“This flag officers’ concert, it’ll be done in a few days. We’ll post mortem it, but it’ll still be less than a week. After that, I’ve got classes and the usual, you know how it is. Confidentially, rumor has it that the whole thing is a front for them coming in and doing some recruiting for Section 31.”
I adore Lakeisha and, as I continue to write the Barnstorming series, she’ll be seen more and more.
The idea of crossing Dr. Sam Beckett to Captain Jonathan Archer has been done by others before. That much is for certain. I had wanted to do this for a while, and then the opportunity suddenly presented itself.
The story opens with Beckett materializing onto the NX-01, and meeting Jennifer Crossman. The time period for Quantum Leap is after the end of the series, so Sam has been leaping about in time under all sorts of odd circumstances and those include going past the beginning and end of his natural life span. The show’s creators had said that, if the series had continued, the leaps would have gotten odder, and so going to ancient Rome or even to the taming of fire by primitives would certainly fit the bill there.
As Beckett meets Crossman, he seems (she still thinks he’s Captain Archer) a bit faint. She gets him to Sick Bay, where he yells in alarm when he sees Dr. Phlox. It’s explained to him, eventually, that Archer was in the midst of early negotiations with the Xindi, Degra. Beckett, feeling this is his reason for being on board the Enterprise, asks to be debriefed and vows to attempt the mission.
Meanwhile, on Earth, and a good century previously, Admiral Al Calavicci is trying to work with a somewhat agitated Jonathan Archer. As Tina, Gooshie, Verbena Beeks, and Sammy Jo Fuller all help Jonathan figure out what he needs to do, Donna Eleese stays back. Eventually, Jonathan realizes that the reciprocal leap is a lot less about Degra (although Sam does confront the Xindi) than it is about Donna.
In order to cover a fuller spectrum of sexuality, I decided to bring in someone who would be on the asexuality end of things. When I first wrote Doug, there was an early victim named Harris. Plus I needed an extra pilot for the E2 timeline, as Melissa isn’t a part of those stories. And so Chris was born.
Chris is played by actor Hunter Parrish. I really liked the idea of a good-looking guy who would be uninterested in anyone.
I like that this is a young actor trying to take some risks with his career. Being a part of a show about dope dealing is bound to offend someone, but it does not seem to have affected Parrish’s career or his appeal.
Pleasant but kind of aloof, Chris is more of a background player than almost anything else. He fills in when others, such as Travis Mayweather, are ill.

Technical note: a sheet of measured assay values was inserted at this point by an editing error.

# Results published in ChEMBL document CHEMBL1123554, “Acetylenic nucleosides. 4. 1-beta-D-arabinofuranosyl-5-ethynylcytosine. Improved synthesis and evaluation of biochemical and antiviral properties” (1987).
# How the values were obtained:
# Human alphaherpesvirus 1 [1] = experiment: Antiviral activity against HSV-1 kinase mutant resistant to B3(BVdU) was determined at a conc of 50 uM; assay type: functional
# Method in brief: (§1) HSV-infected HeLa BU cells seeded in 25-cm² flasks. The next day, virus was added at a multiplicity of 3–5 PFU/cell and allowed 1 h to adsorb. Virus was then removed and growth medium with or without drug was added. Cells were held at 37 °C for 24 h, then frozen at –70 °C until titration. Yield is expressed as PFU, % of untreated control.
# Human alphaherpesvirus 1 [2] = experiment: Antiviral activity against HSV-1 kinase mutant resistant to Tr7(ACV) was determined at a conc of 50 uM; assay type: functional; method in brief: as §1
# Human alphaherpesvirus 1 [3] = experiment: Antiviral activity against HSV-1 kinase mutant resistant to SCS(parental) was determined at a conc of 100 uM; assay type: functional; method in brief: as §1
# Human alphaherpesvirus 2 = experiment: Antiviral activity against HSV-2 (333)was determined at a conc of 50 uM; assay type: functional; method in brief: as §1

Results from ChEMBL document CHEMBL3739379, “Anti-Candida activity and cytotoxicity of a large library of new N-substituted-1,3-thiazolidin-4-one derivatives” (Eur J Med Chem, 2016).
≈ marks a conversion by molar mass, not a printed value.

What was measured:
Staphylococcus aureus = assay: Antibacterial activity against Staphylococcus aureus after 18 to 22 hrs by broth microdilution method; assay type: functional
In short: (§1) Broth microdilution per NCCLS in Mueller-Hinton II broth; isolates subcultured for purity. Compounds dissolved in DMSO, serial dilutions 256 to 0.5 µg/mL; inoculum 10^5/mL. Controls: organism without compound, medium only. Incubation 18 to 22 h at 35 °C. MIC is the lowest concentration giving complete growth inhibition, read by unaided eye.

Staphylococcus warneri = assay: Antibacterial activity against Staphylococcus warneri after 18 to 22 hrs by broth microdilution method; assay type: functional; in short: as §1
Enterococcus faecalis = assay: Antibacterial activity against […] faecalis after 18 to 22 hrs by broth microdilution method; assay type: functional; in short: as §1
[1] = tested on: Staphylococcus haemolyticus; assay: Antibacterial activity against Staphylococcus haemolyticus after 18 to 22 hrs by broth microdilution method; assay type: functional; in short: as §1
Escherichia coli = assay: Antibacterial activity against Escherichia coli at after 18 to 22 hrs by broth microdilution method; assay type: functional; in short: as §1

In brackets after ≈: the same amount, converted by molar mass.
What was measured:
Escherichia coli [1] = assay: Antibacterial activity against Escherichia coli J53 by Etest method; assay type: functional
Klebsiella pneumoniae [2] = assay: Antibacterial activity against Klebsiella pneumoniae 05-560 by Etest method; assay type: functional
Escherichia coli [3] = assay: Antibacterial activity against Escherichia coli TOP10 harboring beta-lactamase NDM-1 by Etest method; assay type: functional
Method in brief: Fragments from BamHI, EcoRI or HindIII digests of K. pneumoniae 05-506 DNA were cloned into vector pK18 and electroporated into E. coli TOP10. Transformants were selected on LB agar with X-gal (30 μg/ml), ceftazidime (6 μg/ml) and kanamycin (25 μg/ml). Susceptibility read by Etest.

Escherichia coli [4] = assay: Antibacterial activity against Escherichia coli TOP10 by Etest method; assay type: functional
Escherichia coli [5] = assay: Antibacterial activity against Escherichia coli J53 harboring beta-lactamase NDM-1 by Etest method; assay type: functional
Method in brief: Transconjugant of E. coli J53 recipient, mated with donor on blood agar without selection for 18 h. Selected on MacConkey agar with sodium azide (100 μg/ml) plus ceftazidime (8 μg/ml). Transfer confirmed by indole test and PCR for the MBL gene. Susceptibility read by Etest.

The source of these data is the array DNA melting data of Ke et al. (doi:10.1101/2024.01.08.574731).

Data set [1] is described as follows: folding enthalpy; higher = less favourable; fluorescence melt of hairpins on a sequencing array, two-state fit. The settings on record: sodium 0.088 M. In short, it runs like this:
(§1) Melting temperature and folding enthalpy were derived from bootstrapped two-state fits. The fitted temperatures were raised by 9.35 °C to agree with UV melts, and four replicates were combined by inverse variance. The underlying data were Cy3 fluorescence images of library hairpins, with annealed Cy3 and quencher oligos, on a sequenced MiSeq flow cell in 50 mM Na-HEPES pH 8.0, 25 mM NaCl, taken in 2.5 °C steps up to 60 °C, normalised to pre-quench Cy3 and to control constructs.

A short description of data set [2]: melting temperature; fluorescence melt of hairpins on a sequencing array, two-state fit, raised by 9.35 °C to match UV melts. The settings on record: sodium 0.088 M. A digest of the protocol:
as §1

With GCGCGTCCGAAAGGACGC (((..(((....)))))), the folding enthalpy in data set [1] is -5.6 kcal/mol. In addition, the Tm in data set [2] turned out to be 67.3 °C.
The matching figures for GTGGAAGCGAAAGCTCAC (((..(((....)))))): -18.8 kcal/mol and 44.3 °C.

He is somewhat self-sacrificing, and is well-aware, particularly during the E2 timeline, that a guy like him is somewhat valuable. After all, as a guy not interested in any of the limited women on board, he’s not a threat. As a skilled pilot, he’s in some demand. When suicide missions are required (in both timelines), he’s selected to go. He doesn’t object to this.
Chris has no known relationships, in any timeline or universe.
The Mirror version of Chris, also asexual, is Doug’s second victim, killed by an illegal below the belt hit during an impromptu boxing match. He is barely seen, and does not speak.
“Next wannabe pilot!”
I really haven’t gotten a chance to give Chris a lot of depth, although I’d like to. He’s one of those characters that hides from the writer.
One of the major battles of the Dominion War was the attack on Earth, by the Breen, on October tenth, 2375. Millions of human lives were lost. One of those was Michael Nolan, a Xenobotanist in Beijing. He left a widow, Gina Righetti Nolan, who was expecting their first child. This piece is Deep Space Nine/Voyager.
As the tenth anniversary of 9/11 loomed, I looked for a way to get that event onto virtual paper.
Beginning with the Elizabeth Kubler-Ross stages of grief, Gina Nolan‘s story begins on a rather dark note indeed, as she watches the viewer and frets.
The idea I was going for was of a Star Trek Deep Space Nine era version of endlessly watching television during and right after the 9/11 terrorist attacks.
Then a small shuttle-style ship lands right on her front lawn, directly on top of the little tree that she and her husband, Michael, planted together, thereby killing the tree. The effect is metaphoric, and Gina is well aware who the people who are landing are, and why they’re there. In denial, she hides until she absolutely has to answer the door.
As the story progresses, she goes to Andoria for a memorial service, and then eventually back home again to Proxima Centauri, where her parents attempt to provide some company and help. But everyone’s efforts are clumsy and strange. This is not how Gina’s life was supposed to turn out.
The story moves beyond grief, finally, to five years after the attack and a certain moment of clarity.